California’s new law that enables college athletes to become professional enough to make money off their athletic performance while still playing as amateurs accomplishes a couple of things that have been in the works for a while. First, it allows us to address what collegiate athletics has become for many and second it provides a potential catalyst to reform a badly broken system. It’s one in which I think both sides are to blame. The colleges/NCAA and the players.
In case you haven’t been paying attention, college athletics, especially in D1 football and basketball programs, is the epitome of posturing. Does anyone honestly believe that the NCAA and division one schools are as interested in the education and intellectual development of student-athletes as they are making money? The average salary of a division one college coach is $1.7 million for football and $1.6 million for men’s basketball. The average salary for a college professor at these schools is $97,000. Don’t get me wrong, I don’t have a problem with it given that it’s based on market conditions. Just don’t treat me like I’m stupid. That especially goes for players who were never considered for admission into schools based on academic/civic performance but are recruited by these schools because of their athletic skills.
Are there legitimate student-athletes who take their education as seriously as athletics? Without a doubt. Are there large numbers of high-profile athletes that couldn’t give a rat’s rear end about the education and do the bare minimum necessary to remain eligible to play? Unless you’re new here you know the answer. Every scholarship athlete is compensated. The average annual value of a scholarship for all student-athletes is $18,500. The average annual value for a division one college football player is $42,000.
Now, that’s pretty darn good for an 18-year-old kid playing amateur athletics. In fact, 99% of grade school athletes would love the opportunity to have a scholarship that also allows them to continue to play sports.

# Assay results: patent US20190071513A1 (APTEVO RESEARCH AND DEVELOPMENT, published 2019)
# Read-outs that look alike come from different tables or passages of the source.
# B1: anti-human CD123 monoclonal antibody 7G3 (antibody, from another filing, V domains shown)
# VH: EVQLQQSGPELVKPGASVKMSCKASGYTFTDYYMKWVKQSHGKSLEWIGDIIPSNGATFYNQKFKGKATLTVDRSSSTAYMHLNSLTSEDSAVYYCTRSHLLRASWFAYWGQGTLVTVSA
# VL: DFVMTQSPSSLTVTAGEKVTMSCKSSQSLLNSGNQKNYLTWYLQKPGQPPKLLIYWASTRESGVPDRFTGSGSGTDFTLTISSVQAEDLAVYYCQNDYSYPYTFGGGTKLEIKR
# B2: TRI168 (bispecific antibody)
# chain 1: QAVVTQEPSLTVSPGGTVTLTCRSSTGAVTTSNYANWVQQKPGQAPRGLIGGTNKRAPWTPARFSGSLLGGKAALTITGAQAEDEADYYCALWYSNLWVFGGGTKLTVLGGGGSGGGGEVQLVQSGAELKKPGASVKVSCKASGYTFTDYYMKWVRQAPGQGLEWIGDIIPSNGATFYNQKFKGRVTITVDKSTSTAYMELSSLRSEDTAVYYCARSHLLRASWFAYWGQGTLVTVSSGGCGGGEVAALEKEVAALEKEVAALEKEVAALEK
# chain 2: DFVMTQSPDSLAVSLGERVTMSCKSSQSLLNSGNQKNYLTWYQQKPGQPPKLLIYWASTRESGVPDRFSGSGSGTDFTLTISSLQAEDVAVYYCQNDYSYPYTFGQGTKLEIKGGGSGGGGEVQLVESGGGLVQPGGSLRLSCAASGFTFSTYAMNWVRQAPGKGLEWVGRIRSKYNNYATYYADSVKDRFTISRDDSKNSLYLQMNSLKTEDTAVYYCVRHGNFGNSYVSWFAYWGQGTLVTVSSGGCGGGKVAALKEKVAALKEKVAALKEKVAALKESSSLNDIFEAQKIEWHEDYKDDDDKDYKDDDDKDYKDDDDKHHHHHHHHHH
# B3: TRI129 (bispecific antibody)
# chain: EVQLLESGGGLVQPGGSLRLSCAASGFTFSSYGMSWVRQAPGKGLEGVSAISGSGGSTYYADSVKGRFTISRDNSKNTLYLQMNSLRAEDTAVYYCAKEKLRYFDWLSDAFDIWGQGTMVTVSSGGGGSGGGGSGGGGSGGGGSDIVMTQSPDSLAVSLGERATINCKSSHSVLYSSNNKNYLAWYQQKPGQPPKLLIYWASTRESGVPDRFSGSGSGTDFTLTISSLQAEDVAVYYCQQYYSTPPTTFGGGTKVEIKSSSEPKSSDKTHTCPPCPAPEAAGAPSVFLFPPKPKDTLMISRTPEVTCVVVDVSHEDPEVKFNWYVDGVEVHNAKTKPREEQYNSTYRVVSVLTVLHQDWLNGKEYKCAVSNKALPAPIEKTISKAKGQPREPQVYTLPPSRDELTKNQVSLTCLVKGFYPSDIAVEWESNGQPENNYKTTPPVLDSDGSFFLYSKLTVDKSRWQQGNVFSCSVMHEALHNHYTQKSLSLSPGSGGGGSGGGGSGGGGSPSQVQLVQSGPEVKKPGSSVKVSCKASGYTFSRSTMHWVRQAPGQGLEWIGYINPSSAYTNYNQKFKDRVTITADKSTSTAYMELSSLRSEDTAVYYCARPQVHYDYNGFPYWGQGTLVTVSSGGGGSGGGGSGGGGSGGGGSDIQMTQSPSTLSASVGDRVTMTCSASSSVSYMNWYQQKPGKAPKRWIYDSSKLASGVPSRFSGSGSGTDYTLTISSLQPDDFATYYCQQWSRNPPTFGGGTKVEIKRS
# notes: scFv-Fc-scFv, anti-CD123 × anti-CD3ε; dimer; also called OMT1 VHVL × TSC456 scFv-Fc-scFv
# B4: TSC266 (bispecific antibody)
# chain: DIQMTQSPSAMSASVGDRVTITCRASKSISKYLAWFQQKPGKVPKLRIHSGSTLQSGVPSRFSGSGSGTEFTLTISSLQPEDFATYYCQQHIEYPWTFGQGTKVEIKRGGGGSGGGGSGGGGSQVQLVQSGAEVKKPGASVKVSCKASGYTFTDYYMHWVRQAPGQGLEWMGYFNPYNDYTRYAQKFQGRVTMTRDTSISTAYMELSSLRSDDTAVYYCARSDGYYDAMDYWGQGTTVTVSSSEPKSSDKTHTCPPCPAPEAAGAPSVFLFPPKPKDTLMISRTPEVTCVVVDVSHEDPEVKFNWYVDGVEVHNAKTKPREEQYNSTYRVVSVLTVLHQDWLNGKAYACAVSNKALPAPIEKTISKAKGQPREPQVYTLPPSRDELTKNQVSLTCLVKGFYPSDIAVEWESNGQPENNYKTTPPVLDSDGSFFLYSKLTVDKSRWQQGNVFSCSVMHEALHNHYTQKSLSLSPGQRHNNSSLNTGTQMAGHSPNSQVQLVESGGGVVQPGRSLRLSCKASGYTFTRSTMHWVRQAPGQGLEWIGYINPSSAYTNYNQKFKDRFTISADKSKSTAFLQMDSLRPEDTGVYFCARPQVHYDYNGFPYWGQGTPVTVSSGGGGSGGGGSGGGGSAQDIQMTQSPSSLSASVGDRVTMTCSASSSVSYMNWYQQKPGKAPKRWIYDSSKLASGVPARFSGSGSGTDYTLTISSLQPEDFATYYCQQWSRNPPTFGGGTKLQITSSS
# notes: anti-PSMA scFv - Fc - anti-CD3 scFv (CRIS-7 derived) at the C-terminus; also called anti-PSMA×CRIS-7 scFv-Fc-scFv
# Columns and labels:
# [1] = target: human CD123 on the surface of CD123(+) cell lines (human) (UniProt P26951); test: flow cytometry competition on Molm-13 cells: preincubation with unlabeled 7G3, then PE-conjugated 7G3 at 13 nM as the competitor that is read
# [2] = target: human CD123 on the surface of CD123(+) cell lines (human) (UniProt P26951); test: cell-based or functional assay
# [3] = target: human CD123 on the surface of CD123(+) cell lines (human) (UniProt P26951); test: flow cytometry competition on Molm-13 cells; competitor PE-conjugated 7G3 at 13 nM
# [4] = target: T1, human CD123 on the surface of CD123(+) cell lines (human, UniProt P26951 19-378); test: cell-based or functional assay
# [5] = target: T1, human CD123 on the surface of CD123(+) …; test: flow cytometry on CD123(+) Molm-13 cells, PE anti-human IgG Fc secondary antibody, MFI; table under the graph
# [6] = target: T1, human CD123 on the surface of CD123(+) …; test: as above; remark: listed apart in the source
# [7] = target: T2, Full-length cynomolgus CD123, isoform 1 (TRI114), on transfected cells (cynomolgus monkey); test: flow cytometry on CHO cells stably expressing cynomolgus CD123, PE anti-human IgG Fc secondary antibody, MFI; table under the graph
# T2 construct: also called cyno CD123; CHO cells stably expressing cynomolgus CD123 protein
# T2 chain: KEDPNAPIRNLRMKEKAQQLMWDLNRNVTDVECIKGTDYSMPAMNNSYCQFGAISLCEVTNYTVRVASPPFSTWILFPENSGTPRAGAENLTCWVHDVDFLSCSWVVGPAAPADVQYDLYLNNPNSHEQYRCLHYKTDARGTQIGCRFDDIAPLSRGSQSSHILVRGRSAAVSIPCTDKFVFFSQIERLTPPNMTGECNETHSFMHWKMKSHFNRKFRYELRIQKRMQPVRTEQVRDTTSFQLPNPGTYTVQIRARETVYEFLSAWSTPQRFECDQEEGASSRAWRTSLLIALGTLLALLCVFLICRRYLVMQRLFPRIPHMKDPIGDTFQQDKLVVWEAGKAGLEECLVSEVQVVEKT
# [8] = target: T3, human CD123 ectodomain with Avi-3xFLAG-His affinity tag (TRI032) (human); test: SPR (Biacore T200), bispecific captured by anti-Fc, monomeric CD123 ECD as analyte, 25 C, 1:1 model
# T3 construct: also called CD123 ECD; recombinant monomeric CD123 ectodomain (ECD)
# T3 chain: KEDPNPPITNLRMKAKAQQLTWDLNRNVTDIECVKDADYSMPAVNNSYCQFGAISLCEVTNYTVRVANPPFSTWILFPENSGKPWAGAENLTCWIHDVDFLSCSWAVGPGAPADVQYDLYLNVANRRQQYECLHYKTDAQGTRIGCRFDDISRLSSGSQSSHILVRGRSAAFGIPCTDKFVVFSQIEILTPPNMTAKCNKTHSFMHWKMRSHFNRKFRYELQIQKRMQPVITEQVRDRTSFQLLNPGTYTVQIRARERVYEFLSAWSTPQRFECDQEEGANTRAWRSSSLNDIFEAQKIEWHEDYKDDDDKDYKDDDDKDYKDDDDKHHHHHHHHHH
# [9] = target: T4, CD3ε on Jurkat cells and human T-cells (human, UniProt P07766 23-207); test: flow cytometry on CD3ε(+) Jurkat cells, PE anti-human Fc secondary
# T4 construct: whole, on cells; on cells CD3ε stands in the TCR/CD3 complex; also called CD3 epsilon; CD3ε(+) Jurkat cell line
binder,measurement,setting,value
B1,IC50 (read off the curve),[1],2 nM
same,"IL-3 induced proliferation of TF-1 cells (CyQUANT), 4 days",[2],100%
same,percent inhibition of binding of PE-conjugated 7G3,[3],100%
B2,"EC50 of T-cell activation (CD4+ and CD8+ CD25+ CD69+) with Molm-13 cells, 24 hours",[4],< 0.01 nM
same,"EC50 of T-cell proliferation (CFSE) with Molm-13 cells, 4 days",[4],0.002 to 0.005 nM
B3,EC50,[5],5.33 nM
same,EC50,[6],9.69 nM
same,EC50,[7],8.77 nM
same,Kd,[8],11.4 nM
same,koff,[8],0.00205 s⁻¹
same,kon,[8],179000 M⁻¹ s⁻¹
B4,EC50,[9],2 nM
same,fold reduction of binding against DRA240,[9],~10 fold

The biggest shame in collegiate athletics today arguably isn’t the greed and intellectual dishonesty of the NCAA or athletic departments at many colleges. It also isn’t a lack of appreciation for the value of the scholarships and educational opportunities afforded to many athletes. It’s what this corrupted system prevents from happening. Would-be student-athletes being denied scholarship opportunities and the ability to play collegiate sports that are occupied by the players recruited to play sports who wouldn’t meet the academic standards required of the school.
When it comes to abuse within athletics the biggest losers are never the names you know. They’re the people you’ve never heard of who never received opportunities despite doing it the right way. This is a different version of a similar thing to what happened to a generation of baseball players in the 90’s and early 2000’s during baseball’s PED heyday. The real tragedy wasn’t Barry Bonds stealing Hank Aaron’s home run title or Big Mac and Sosa making a mockery out of Maris’s single-season mark. It was the toll it took on hundreds of thousands of kids who felt they had to do PED’s as early as middle school to be able to get noticed and the hundreds of thousands of kids who choose not to cheat who were denied opportunities they may have otherwise received.
Now, should Florida join California in allowing collegiate athletes to become compensated? I say yes.
Florida is one of seven additional states currently considering the prospect of traveling down the same path as California. I’d like to see it happen in the hopes of ending the charade that is college athletics for most of the D1 men’s football and basketball programs. My hope is that eventually, we’ll have “minor league” equivalents for all major sports, that would put an end to the NFL and NBA’s manipulated use of college programs as their defacto minor leagues. Doing so would also force colleges to actually care about student-athletes rather than pretending.
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